• Hi Heidieidi, I am a Canadian teacher (Ontario). I have had Lupus since I was 19 (glomerulonephritis). I have had a blood clot in the lung at 22, a terrible child birth at 23, dropped out of university at 22 b/c I was convinced the Lupus was going to kill me by the time I was 30. I had chemo after having my daughter, finished university and teachers college and got my first teaching job at 30.

    I just finished my 8th year and I am convinced that this job will be the death of me if I have to do it for 22 more years!!!

    I am not going to give you any advice because we are all different and, funnily, I think I have never given any credence to my illness... but now hindsight is perhaps 20/20. I am on a medical leave right now; my first one in 8 years.

    Btw, i teach grade 7 and 8. I have found that I am just beat with all the stress of the job. Preparing, teaching, yard duty, behaviour challenges, parent challenges, admistrative challenges, coaching, running student council, hoops for heart, assemblies, report cards, marking... it's all too much. I have cut down the extra curriculars to stay more sane. I have a family as well and I was putting them second because all I could do was sleep and work.

    When I get home from work I sleep for 2 hours. On the weekend, I sleep a lot and relax a lot. I have let my house go a lot. I feel like a crappy parent (except now that I'm off i don't). Yes, so, I am convinced that this job will kill me and it will be all I can do to finish out 10 full years (that's my goal).

    I am desperate to get out of the classroom because of the tired levels. I am now in counselling to learn to cope better with stressful issues. I will continue counselling when I'm back in september. My counsellor wonders why I never talk about my lupus. I just don't know what's normal and what is lupus. That is what I'm trying to find out now... 20 years later!

    so, I am struggling for sure. I aspire to go half time sometime. I want to have more energy to work out after work AND be able to have a 2 hour nap on top of my 7-8 hours of sleep at night.

    I just got out of a very unhealthy marriage where my ex would not respect that I have an illness. He thinks that everyone is tired and sore and that I am just a whiner.

    so, I am a single parent and homeowner now, so my wages are very important... I may have to move or find some way to supplement my income if I quit or go part time.

    If I could do anything different, I would have married smarter!!!!, I would have not done extra curriculars at all (too much), I would have stayed at the junior level (not as much evil behaviours as intermediates), I would have respected myself and not been so guilty about having naps, and I would have allowed myself to let my house go (laundry and dishes... they'll eventually get done), I would have married someone who would help around the house and with our child (hence, someone who respects this illness).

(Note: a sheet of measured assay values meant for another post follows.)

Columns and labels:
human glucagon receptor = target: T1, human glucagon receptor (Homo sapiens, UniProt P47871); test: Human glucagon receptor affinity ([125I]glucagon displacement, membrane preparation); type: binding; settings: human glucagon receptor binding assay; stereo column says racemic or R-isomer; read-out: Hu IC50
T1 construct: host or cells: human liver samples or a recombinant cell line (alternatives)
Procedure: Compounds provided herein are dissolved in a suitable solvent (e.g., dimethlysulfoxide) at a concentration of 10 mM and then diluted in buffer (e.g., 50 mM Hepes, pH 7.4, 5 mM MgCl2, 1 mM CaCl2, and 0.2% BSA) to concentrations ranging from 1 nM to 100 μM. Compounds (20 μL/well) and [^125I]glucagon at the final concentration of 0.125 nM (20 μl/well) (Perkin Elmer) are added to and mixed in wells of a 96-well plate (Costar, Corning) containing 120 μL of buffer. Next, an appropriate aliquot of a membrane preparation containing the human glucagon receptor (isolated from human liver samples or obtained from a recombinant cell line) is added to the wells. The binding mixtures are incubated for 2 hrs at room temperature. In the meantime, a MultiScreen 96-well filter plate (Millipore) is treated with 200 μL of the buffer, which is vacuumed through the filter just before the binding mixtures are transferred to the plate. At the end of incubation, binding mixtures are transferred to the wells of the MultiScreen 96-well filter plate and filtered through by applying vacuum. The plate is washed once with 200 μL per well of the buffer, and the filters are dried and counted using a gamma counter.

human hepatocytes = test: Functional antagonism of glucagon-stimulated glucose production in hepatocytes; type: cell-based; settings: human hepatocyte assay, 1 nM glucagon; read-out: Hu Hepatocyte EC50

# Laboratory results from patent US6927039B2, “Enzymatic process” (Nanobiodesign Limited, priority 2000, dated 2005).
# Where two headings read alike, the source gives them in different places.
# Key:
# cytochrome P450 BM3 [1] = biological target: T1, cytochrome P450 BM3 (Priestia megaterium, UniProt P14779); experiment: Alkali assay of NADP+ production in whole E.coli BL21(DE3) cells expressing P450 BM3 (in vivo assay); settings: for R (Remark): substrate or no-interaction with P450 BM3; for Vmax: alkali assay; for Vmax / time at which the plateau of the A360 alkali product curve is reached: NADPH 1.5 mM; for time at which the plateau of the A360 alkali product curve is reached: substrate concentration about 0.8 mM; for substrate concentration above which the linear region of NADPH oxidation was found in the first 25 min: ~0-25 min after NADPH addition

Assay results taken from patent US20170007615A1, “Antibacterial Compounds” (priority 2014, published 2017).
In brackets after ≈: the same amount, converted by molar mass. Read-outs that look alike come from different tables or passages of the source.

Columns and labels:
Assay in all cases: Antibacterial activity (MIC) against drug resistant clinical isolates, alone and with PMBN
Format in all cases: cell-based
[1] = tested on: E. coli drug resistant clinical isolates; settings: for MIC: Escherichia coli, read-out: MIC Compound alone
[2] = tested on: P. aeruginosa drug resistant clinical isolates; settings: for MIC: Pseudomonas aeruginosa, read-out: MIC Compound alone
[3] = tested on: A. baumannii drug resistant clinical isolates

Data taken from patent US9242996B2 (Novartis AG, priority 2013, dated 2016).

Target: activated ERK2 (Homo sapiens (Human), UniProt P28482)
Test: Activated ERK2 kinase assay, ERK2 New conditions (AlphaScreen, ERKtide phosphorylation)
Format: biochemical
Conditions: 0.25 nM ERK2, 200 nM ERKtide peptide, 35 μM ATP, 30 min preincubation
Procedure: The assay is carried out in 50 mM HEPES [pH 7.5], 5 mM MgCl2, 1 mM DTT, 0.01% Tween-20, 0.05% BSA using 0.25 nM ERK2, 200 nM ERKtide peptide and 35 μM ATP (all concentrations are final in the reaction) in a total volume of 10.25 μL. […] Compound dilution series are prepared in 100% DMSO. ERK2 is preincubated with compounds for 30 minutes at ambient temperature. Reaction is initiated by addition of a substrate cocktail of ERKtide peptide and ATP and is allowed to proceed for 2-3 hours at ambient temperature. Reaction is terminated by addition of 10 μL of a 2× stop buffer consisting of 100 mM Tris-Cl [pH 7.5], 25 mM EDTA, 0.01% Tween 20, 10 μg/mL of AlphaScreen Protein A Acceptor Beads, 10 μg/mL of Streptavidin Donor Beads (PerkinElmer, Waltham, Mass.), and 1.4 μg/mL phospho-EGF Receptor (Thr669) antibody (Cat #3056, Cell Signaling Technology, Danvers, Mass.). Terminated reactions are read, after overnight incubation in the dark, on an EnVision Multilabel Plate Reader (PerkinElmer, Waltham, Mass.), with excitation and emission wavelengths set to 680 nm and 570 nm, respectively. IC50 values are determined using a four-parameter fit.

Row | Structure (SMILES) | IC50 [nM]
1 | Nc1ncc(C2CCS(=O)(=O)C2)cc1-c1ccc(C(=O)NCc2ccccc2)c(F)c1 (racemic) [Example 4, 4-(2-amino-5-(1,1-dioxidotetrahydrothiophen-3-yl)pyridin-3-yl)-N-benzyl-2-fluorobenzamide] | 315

... but I still would have become a teacher because that was my lifelong goal. I just realize now that my body can't sustain it. I am definitely hopeful that my next endeavour can help me sustain my income!!! (btw; it is a teacher resource for new teachers and is specifically for new teachers!!)

    Good luck heidi!!!

  • Hi

    I'm a teacher, working in a special school with children aged 3-5, it is the most rewrding job, very exhausting but worth it. I have aching joints, hips, feet, neck, also have Factor V leiden so have had blood clots too, on medication for the blood clotting condiition, you go for your goal, Im sure you ll be great, don't give up on your dream, the chldren will keep you going!!!!!

  • Hi,

    I am in my second year of teaching in an upper school and found that during my PGCE and NQT year I was extremely fatigued and felt very unwell. I was signed off for two weeks with exhaustion. Last week I was diagnosed with SLE and it has given me a sense of relief.

    Since I returned to work in September following the summer holidays I have found that I have been able to cope with fatigue much better and my only advice would be to learn when enough is enough. As a teacher your work is never done so you just have to prioritise and learn when to drawer the line for the day. Make sure from the offset that you plan your time wisely and get plenty of rest. You will undoubtedly at times feel like you are living purely just to work as your weekends will be spent sleeping but it means the holidays will be much more enjoyable.

    If you can accept that you will be a teacher that gets much more fatigued than the "normal" teacher then it will put you in a positive mind set. Be honest and open with colleagues and get them to understand that you have tired days.

    Hope this helps and good luck.